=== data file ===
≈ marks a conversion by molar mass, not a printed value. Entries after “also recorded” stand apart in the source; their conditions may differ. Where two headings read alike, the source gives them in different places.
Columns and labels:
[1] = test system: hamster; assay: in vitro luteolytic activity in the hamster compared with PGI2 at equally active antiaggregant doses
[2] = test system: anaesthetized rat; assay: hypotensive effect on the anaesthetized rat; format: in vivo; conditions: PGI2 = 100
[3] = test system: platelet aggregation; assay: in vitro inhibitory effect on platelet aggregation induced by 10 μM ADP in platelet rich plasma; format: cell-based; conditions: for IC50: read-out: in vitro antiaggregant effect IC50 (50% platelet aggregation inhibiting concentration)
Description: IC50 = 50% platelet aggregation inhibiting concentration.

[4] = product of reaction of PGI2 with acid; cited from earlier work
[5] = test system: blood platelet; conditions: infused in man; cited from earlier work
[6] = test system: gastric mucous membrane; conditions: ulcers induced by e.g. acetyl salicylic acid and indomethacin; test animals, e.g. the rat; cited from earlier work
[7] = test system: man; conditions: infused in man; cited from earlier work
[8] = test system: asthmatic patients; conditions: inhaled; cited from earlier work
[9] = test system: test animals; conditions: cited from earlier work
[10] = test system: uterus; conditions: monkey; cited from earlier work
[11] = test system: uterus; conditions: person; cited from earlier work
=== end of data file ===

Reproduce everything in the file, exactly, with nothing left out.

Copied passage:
≈ marks a conversion by molar mass, not a printed value. Entries after “also recorded” stand apart in the source; their conditions may differ. Where two headings read alike, the source gives them in different places.
Columns and labels:
[1] = test system: hamster; assay: in vitro luteolytic activity in the hamster compared with PGI2 at equally active antiaggregant doses
[2] = test system: anaesthetized rat; assay: hypotensive effect on the anaesthetized rat; format: in vivo; conditions: PGI2 = 100
[3] = test system: platelet aggregation; assay: in vitro inhibitory effect on platelet aggregation induced by 10 μM ADP in platelet rich plasma; format: cell-based; conditions: for IC50: read-out: in vitro antiaggregant effect IC50 (50% platelet aggregation inhibiting concentration)
Description: IC50 = 50% platelet aggregation inhibiting concentration.

[4] = product of reaction of PGI2 with acid; cited from earlier work
[5] = test system: blood platelet; conditions: infused in man; cited from earlier work
[6] = test system: gastric mucous membrane; conditions: ulcers induced by e.g. acetyl salicylic acid and indomethacin; test animals, e.g. the rat; cited from earlier work
[7] = test system: man; conditions: infused in man; cited from earlier work
[8] = test system: asthmatic patients; conditions: inhaled; cited from earlier work
[9] = test system: test animals; conditions: cited from earlier work
[10] = test system: uterus; conditions: monkey; cited from earlier work
[11] = test system: uterus; conditions: person; cited from earlier work